Refocusing on Boomers in Social Networks

Posted on September 1, 2010

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Even though many of us now are in our 60s, Boomers still consider themselves forever young.  Those known as the 60s generation, in fact, sometimes believe they invented youth, in all its variegated aspects–from Mickey Mouse Club to miniskirts, from the Beatles to the battle lines of campus confrontation, the Boomer generation has always celebrated youth.

Few should be surprised, then, at a recent Pew Research Center poll, showing that in just one year–from April 2009 to May 2010–social networking by Internet users 50 and older nearly doubled, to 47 percent from 25 percent, while usage among today’s 18-29-year-olds grew only 13 percent. (Of course, a greater proportion of whippersnappers already used social networks).  

A principal reason for this exploding interest in social sites on the part of Boomers, according to the researchers, is they know Facebook and Twitter are where the young folks hang out–and where they can visit distance children and grandkids.  “There are few other spaces–online or offline–where tweens, teens sandwich generation members, grandparents, friends and neighbors regularly intersect and communicate across the same network,” Mary Madden, author of the report, is reported to have observed.  We’re also connecting more with people from our own youth, the report noted.

What this all means for communicators is to realize that your Boomer audience is booming on social media.  When we are engaging audiences on social network, therefore, we need to:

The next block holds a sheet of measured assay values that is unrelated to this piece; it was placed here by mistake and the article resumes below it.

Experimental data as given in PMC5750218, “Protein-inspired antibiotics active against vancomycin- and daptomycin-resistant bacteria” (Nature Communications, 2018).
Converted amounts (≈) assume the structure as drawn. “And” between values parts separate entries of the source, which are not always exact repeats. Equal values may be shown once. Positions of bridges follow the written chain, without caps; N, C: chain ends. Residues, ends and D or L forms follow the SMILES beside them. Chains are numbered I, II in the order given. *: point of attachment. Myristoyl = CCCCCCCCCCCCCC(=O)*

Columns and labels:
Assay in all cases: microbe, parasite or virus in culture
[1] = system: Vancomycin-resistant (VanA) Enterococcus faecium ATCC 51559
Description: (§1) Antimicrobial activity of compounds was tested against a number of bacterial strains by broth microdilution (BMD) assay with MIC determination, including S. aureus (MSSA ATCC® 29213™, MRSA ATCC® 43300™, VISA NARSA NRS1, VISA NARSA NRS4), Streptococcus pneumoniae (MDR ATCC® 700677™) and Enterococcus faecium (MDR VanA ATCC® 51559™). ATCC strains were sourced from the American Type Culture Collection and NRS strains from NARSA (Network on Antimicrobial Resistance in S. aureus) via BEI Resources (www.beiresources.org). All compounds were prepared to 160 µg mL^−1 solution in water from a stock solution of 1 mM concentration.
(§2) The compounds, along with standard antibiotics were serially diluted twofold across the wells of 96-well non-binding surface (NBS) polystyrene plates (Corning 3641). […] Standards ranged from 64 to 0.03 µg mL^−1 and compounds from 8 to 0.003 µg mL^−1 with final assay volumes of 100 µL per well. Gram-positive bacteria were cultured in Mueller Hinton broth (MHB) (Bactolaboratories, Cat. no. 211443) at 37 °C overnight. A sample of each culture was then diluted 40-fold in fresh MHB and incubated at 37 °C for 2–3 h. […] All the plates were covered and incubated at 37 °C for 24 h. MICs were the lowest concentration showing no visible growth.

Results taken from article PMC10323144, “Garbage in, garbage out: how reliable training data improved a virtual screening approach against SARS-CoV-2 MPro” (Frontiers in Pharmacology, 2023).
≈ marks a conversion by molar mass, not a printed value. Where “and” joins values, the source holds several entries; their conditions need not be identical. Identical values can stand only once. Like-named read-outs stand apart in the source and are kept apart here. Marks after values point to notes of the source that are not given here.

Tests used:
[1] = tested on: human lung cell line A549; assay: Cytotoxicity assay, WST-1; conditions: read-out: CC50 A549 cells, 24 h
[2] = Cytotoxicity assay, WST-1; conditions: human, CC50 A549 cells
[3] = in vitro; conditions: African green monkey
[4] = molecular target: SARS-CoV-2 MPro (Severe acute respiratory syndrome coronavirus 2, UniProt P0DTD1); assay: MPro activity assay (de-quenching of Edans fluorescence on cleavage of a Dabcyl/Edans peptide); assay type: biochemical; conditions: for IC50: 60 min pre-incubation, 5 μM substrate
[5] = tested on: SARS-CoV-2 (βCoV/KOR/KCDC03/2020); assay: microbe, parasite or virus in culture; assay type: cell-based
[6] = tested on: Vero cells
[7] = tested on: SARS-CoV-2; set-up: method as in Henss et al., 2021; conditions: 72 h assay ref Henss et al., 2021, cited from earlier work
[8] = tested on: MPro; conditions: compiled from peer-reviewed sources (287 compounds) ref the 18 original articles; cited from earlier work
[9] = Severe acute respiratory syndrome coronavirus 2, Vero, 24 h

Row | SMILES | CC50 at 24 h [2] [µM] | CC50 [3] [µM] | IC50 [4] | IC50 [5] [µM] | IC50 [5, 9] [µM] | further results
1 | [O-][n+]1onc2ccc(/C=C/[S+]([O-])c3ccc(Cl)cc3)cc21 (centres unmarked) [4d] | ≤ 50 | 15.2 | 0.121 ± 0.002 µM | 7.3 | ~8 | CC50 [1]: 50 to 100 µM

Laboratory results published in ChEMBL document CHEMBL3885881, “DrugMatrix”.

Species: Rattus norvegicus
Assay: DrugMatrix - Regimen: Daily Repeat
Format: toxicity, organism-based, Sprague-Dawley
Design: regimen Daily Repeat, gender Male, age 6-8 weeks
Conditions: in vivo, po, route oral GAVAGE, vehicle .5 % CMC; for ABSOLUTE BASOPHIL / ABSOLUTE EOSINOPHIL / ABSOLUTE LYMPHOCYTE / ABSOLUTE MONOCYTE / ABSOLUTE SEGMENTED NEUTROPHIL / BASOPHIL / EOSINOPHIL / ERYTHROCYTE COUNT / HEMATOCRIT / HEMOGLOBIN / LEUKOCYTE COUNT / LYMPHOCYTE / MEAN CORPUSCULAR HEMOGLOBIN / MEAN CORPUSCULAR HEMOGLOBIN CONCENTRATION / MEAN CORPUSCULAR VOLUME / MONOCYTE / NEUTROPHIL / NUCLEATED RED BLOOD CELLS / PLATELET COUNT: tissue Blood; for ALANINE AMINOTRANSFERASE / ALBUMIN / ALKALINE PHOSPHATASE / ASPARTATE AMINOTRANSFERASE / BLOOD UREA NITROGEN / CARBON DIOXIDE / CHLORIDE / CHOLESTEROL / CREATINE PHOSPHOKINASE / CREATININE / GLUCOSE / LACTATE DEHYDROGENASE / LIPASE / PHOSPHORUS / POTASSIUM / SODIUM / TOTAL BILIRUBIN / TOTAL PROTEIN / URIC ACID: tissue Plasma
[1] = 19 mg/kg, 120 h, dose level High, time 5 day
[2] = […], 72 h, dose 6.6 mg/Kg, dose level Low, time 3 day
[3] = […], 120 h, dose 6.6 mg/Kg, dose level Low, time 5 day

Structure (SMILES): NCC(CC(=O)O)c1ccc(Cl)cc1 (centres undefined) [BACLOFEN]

• Broaden our perspective beyond ear buds and video gaming to incorporate products and services for very active seniors.
  • Enhance our marketing focus to create a sense of family–a perspective that crosses and includes multiple generations.
  • Make it easy for users to incorporate and share photos of friends and family using our product or service.
  • Capitalize on the value of class reunions, family reunions and key anniversary dates of major events along the Boomer timeline.
  • Avoid strained trendiness in the language of our posts; Boomers find it difficult to translate hip-hop, much less listen to it.
  • Maintain a historical perspective on today’s developments.

Boomer are still a major population force in America and have been the nation’s power brokers for decades.  As we prepare to relinquish this position to Gen Xers, we won’t go quietly.  Social networking sites will become an increasingly important town hall for Boomers who want to continue to protest, argue, mediate and otherwise influence the course of national affairs.

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